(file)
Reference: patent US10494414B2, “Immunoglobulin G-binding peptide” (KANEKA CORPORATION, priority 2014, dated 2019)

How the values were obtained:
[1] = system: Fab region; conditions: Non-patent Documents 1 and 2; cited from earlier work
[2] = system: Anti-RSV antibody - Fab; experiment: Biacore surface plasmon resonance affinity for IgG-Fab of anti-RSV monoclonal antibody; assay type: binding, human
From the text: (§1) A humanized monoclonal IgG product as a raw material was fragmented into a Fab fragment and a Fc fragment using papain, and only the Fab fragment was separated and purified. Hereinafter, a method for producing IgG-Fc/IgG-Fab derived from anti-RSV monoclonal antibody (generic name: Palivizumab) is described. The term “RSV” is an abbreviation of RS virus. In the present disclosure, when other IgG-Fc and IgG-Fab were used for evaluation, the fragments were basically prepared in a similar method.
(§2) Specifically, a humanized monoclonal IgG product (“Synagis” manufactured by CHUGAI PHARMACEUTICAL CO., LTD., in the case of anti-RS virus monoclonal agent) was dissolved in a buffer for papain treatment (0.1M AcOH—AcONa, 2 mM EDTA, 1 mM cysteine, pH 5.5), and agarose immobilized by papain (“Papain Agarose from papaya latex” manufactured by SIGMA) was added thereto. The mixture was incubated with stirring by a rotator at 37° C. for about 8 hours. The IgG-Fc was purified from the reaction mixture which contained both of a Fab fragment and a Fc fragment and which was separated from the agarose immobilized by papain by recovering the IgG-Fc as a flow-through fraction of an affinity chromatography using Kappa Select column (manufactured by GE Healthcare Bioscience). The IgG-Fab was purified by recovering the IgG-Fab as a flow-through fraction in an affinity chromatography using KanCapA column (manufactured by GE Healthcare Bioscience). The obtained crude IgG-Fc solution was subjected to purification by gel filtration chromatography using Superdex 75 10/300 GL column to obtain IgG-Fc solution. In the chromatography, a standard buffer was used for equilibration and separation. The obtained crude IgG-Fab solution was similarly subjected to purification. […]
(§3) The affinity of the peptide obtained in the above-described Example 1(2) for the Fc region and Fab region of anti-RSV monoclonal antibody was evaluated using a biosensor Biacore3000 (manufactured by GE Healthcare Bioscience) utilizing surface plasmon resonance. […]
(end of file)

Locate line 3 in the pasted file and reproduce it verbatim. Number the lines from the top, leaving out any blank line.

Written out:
[1] = system: Fab region; conditions: Non-patent Documents 1 and 2; cited from earlier work